Yet the fact that much of the buzz surrounding the Egyptian Revolution neatly mirrors the decades-old Foucault-Jürgen Habermas debate about civil society and social media (Habermas, foreshadowing the Twitter enthusiasts, argued that that the printing press contributed to the
democratization of Europe) may actually help explain why most analysts got it so wrong. Neither of these frameworks can adequately account for a civil society that is not polarized between public and private,religion and secularism. We have much to learn from this, for we are
entering a new global framework where such binaries -- and here we could add the most problematic of them all, East and West -- can no longer explain new regional coalitions in Central and Southwest Asia, not to mention North Africa. Perhaps the best place to start building a new basis for both analysis and policy is with "Enough": enough to biased representations of the so-called Arab Street, and enough to fear-mongering that insists any grouping that includes Islam necessarily rules out democracy.
As the world turns its gaze to Libya -- the next potential domino in a now global backlash against authoritarianism -- it will do well to downplay the paradigms that have been so unhelpful for interpreting the Egyptian Revolution. Here, the temptation to call out the Islamist threat or point to political exclusion and a moribund civil society, will be even stronger. After all, the Gadhafi regime has battled a vigorous Islamist insurgency for years, all the while pursuing adeliberate path toward what Dirk Vandewalle, an Assistant Professor of Government at Dartmouth College, calls "statelessness." This, as most analysts are quick to point out, has left the average Libyan isolated, demoralized, and unconvinced of the efficacy of politics. But much has changed since Mohammed Bouazizi set himself ablaze in front of a local government building in Sidi Bouzid, Tunisia, and as violence on the ground escalates, we should strive to avoid any analytical abuse that denies a newly empowered voice of despair.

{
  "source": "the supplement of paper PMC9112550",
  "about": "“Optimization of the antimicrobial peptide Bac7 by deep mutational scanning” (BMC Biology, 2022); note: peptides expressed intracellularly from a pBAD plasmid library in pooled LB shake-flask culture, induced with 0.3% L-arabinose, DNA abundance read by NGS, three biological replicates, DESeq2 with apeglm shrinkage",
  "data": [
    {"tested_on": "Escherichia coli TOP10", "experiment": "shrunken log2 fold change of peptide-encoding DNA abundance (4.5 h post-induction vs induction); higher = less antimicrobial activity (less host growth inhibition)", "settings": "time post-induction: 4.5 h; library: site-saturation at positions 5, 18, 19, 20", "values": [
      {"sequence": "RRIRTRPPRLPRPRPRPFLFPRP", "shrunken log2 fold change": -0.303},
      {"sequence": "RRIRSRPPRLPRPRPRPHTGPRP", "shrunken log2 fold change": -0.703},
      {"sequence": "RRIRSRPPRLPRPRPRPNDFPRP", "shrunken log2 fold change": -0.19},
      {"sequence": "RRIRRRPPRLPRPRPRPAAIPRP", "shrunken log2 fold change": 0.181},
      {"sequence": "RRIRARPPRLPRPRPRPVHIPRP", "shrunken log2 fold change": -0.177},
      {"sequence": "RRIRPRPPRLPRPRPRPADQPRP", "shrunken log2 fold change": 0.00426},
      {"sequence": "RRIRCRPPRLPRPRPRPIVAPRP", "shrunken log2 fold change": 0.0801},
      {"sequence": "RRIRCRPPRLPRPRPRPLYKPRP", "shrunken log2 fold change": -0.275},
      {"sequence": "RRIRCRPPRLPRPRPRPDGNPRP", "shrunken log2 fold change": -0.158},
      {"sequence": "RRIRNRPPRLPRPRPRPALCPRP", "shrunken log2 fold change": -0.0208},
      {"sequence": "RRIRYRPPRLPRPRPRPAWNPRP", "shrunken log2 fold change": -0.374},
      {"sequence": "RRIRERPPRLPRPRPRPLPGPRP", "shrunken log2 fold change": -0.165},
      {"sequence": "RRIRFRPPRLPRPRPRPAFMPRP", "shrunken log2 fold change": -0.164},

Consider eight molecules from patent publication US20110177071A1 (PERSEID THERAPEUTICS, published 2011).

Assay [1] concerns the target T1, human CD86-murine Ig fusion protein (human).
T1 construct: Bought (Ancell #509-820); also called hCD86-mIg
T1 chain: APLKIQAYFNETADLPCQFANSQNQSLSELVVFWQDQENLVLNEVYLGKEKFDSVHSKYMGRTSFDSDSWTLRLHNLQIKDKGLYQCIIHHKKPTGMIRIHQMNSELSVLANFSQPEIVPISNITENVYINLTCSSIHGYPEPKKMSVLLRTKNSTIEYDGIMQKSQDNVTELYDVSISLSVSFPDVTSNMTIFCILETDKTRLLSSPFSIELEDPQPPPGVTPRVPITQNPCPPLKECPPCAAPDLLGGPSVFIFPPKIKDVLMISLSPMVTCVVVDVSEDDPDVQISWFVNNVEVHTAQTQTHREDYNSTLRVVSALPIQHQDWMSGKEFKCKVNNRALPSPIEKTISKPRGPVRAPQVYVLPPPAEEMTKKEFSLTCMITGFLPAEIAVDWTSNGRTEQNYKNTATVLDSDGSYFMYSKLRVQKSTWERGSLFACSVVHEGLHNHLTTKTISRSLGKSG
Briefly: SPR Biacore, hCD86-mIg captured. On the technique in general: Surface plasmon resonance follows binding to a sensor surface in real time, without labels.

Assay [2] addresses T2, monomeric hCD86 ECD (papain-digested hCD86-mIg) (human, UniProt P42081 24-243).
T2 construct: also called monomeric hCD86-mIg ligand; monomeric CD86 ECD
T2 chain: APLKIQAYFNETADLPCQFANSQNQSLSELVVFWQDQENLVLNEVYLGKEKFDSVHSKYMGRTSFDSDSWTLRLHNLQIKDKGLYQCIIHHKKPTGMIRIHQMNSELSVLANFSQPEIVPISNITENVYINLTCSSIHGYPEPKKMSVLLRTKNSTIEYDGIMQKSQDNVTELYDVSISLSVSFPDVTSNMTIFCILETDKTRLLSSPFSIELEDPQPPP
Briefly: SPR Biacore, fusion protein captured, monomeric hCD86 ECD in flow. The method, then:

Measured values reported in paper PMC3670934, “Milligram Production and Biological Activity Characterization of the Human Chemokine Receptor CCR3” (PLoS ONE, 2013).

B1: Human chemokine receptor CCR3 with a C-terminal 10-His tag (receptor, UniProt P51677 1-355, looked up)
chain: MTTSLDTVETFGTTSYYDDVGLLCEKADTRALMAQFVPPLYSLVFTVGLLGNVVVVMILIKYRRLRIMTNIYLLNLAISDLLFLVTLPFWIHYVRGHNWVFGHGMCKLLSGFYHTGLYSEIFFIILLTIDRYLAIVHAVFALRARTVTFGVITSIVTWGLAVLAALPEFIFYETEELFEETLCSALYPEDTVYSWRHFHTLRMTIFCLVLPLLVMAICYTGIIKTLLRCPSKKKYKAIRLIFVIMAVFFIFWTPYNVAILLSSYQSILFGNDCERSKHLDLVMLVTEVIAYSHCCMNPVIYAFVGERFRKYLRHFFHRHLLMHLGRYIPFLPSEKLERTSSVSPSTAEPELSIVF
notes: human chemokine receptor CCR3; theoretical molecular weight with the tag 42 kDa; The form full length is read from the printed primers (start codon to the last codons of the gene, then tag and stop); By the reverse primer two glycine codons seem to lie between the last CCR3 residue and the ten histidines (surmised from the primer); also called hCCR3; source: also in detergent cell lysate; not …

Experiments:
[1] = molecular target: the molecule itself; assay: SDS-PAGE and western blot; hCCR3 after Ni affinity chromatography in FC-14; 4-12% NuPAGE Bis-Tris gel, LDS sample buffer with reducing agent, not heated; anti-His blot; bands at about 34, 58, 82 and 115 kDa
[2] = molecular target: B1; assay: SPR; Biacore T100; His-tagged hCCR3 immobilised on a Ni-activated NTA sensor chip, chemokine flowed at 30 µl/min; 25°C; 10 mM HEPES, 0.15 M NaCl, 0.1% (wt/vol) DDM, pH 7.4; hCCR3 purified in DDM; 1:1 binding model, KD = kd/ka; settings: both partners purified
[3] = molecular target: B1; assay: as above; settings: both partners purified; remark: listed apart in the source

Ty McCormick is a Presidential Intern at the American University in Cairo. Heather Ferguson was a Postdoctoral Fellow at the Abbasi Program for Islamic Studies and is now a Visiting Professor in the Department of History at Stanford University.